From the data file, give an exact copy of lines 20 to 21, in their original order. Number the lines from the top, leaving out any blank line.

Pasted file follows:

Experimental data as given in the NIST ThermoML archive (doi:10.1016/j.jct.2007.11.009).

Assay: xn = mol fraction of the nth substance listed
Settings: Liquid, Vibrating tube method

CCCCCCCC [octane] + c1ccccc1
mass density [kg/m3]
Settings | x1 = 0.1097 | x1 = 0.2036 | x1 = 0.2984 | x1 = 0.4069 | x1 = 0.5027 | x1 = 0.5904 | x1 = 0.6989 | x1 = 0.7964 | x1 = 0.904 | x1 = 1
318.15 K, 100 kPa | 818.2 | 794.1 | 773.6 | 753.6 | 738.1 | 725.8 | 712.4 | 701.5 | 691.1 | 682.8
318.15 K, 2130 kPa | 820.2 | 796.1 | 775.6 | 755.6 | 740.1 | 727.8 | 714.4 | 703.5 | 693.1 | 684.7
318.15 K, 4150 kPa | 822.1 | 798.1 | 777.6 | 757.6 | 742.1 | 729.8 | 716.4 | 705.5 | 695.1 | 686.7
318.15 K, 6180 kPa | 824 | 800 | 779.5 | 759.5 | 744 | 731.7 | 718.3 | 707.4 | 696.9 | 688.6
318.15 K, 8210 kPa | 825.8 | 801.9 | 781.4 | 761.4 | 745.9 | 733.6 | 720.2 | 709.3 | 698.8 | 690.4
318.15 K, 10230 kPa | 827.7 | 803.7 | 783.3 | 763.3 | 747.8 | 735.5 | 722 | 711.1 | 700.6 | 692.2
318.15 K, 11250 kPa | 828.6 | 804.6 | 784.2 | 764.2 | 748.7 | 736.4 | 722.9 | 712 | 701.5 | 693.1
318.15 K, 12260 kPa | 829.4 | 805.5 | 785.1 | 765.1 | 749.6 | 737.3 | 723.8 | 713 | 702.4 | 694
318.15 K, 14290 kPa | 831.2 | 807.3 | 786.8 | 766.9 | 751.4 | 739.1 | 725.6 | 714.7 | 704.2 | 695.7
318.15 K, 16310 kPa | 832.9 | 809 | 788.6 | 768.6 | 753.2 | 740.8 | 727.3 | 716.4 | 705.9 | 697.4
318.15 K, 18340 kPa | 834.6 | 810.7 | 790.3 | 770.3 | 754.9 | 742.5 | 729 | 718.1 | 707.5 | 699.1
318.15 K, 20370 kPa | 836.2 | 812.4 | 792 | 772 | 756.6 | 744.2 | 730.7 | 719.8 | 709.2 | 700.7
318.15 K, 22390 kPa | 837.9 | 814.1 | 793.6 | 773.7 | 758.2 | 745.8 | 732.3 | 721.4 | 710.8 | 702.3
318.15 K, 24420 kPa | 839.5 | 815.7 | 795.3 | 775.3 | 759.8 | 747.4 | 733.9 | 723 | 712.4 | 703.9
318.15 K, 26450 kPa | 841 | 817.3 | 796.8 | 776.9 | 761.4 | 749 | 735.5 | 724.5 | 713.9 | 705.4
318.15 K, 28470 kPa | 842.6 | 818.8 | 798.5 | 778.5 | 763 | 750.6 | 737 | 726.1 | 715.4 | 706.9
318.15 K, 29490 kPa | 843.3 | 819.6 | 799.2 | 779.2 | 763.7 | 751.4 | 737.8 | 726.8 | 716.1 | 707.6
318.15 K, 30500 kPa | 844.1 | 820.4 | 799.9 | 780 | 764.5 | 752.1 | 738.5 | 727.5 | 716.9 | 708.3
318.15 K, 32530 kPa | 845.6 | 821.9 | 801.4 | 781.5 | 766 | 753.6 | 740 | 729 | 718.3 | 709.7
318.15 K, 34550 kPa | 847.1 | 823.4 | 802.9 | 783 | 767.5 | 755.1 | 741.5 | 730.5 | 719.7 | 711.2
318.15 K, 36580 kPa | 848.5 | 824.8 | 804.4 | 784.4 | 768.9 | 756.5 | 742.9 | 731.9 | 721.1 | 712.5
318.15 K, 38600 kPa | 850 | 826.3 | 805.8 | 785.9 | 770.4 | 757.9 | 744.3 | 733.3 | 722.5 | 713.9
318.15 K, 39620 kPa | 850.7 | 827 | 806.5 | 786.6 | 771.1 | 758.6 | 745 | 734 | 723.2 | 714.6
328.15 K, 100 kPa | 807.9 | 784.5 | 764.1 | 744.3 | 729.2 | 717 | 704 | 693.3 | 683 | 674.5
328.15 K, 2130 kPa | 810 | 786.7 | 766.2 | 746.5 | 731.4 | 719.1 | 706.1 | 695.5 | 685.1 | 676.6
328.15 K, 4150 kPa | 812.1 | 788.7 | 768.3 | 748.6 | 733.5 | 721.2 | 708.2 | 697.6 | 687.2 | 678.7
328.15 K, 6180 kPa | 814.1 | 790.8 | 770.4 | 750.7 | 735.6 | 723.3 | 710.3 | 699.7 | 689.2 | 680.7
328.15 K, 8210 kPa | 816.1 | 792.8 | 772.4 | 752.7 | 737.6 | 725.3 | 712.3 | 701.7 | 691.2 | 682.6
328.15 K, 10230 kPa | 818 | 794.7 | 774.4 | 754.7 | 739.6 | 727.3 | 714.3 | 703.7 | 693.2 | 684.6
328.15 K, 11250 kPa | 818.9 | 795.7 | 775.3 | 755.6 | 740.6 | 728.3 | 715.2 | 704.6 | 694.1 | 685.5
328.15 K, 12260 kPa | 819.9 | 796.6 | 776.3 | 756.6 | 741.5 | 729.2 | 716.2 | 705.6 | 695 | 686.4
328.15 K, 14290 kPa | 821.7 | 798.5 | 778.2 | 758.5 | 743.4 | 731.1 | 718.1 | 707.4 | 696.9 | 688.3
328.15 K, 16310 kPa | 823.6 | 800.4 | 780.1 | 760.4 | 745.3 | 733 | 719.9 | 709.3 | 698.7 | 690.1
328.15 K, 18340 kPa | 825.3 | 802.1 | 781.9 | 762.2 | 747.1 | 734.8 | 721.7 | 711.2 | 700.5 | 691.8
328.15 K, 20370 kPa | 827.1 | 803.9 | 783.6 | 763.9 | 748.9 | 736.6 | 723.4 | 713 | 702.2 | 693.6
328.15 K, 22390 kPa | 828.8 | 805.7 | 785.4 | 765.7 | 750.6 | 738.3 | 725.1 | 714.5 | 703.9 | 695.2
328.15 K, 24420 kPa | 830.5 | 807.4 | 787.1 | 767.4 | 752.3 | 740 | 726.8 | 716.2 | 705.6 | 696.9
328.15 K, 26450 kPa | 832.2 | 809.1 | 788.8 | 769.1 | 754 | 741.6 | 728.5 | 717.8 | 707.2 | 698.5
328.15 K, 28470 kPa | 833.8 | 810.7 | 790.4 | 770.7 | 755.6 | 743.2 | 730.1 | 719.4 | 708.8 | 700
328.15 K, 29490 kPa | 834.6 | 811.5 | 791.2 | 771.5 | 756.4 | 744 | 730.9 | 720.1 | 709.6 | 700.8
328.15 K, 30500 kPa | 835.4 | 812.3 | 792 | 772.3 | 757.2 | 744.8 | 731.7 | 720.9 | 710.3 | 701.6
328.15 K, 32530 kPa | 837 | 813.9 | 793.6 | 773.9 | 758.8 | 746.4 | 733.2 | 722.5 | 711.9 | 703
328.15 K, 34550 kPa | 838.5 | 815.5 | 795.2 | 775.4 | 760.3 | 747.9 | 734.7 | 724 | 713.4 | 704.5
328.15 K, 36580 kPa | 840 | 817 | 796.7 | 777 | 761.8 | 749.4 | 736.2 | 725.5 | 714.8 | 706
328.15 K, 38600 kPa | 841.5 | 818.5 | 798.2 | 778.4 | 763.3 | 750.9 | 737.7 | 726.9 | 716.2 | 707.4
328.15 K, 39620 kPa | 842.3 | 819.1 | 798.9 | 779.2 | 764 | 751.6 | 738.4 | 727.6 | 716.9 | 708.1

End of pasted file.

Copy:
318.15 K, 24420 kPa | 839.5 | 815.7 | 795.3 | 775.3 | 759.8 | 747.4 | 733.9 | 723 | 712.4 | 703.9
318.15 K, 26450 kPa | 841 | 817.3 | 796.8 | 776.9 | 761.4 | 749 | 735.5 | 724.5 | 713.9 | 705.4